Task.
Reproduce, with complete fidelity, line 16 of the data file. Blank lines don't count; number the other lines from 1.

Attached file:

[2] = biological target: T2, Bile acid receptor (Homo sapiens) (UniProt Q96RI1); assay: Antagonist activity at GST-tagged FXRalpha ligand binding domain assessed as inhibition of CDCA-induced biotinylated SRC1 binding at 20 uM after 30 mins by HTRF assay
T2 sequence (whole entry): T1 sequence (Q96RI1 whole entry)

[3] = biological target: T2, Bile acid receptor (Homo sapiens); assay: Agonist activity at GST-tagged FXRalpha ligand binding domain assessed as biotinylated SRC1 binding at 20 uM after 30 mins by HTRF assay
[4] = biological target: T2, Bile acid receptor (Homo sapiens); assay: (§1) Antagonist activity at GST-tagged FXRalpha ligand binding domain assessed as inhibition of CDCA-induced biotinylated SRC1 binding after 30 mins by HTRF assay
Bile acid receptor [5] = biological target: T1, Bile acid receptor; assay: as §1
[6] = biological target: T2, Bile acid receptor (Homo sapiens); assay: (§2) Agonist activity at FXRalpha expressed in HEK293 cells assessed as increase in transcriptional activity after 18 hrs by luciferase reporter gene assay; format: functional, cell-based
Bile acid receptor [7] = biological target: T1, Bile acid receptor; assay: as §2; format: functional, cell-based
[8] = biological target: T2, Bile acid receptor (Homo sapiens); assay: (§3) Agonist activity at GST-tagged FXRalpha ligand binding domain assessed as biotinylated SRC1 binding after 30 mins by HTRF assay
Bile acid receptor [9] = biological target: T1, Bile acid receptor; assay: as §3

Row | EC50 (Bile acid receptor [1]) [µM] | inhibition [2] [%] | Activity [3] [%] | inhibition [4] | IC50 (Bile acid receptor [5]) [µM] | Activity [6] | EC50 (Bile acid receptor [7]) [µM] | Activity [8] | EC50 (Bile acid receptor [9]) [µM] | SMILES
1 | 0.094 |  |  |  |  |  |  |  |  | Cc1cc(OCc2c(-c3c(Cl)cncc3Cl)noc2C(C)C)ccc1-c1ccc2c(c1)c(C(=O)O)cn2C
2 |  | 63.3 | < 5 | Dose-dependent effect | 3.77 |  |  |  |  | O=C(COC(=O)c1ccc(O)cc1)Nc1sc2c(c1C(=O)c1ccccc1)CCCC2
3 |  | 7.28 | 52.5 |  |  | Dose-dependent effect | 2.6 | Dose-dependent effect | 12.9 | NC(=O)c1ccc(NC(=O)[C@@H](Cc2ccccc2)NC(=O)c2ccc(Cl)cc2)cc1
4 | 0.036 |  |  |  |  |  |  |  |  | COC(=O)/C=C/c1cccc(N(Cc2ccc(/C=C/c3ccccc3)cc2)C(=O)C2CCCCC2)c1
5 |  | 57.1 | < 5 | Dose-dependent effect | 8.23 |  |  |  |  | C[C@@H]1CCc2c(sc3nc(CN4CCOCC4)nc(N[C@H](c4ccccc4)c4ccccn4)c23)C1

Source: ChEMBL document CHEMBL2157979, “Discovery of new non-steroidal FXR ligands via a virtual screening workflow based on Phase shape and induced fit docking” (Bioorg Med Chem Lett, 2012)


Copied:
Source: ChEMBL document CHEMBL2157979, “Discovery of new non-steroidal FXR ligands via a virtual screening workflow based on Phase shape and induced fit docking” (Bioorg Med Chem Lett, 2012)